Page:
Microsoft Corp. this week said it's looking at altering the next version of its Internet Explorer browser to allow users to more easily disable the software's "persistence" feature, which lets Web sites gather some information about Internet usage and identify return visitors even if they have turned off Explorer's ability to accept Internet cookies.
Rick Miller, a Microsoft spokesman, said the feature was designed to let more information be stored at the user level so Web pages can be downloaded more quickly, especially on slower dial-up connections.
But he acknowledged that users who have already disabled Explorer's cookie capabilities may be uneasy about the information gathered by the browser via persistence, such as search queries users have run and Web pages they have visited.
To disable persistence now, Explorer users have to turn off the browser's scripting features. But Miller said Microsoft is considering a plan to include a feature in Internet Explorer 6.0, the next scheduled release of the browser, that would let users clear the cache of Web files in which information gathered via persistence is stored.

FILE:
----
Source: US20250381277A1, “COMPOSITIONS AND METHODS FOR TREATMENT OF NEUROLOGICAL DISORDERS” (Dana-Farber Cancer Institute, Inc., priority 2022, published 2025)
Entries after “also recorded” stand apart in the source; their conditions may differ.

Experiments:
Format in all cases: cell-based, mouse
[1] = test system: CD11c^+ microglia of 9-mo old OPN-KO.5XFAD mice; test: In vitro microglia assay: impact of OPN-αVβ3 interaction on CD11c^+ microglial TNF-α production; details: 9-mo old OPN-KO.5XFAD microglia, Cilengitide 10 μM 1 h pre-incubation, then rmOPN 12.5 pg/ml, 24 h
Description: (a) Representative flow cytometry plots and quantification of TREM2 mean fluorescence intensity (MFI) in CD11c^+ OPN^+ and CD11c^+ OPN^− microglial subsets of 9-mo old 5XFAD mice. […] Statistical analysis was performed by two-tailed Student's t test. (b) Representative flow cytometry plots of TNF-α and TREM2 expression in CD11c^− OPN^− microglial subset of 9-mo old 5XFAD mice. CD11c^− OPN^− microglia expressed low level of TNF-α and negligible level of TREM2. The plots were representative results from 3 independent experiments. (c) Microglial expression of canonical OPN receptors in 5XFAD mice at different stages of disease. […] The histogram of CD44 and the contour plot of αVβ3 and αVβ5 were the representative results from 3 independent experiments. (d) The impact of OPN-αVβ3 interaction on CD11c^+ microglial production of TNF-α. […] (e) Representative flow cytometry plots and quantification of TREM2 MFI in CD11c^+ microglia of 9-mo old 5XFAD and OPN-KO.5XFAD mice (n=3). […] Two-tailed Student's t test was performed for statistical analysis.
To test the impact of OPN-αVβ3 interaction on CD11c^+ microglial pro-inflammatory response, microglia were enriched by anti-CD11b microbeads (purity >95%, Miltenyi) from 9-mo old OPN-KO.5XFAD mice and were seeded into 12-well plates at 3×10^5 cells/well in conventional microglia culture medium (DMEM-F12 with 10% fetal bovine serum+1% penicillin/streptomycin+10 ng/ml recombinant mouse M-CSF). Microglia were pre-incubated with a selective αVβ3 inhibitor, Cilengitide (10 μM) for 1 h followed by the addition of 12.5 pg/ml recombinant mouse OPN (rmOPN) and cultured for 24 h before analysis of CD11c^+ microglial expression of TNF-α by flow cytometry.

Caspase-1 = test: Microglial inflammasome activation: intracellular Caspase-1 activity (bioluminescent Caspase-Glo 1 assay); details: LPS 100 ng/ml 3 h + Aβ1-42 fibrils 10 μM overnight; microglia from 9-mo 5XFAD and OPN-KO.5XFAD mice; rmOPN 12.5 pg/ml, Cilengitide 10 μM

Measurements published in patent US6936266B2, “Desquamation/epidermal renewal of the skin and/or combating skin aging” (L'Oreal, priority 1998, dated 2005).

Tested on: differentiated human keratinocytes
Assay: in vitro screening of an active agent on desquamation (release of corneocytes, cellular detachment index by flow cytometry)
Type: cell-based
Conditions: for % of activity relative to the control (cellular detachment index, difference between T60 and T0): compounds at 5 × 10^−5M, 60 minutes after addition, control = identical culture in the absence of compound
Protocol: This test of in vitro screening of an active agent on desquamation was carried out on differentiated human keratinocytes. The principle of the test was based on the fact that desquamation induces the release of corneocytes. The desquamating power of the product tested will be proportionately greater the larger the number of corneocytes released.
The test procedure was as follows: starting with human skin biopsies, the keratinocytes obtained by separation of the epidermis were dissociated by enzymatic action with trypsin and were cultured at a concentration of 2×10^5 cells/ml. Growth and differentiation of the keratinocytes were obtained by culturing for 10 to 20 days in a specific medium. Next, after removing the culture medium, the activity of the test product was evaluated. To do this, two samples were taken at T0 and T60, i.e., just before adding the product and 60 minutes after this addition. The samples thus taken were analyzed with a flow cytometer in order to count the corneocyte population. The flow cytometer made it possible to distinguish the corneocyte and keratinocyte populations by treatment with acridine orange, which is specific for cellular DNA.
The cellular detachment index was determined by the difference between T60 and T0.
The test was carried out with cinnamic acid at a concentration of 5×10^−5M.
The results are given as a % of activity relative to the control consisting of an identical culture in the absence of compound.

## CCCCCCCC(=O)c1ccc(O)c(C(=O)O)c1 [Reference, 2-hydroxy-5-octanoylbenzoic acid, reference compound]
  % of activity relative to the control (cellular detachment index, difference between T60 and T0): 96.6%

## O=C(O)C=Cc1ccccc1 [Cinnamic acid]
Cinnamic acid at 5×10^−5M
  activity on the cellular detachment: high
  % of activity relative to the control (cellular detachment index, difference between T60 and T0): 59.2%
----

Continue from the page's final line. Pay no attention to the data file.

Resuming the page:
Richard Smith, chief technology officer at the Denver-based Privacy Foundation, noted that the persistence feature was introduced in Internet Explorer 5.0, which is now used by half the people who surf the Web.
Microsoft this summer developed a set of cookie management features for Internet Explorer 5.5 that can be downloaded from its Web site. Those features include a button that gives users the ability to delete all cookies and a pop-up box that notifies them when third-party cookies arrive on their systems.
Privacy concerns about the persistence feature in Explorer were first raised by Guille Bisho, a Spanish information technology consultant, in a posting sent this week to the Bugtraq security mailing list. Bisho said Microsoft should provide more information about persistence to users and place an option to deactivate the feature near its browser's cookie controls.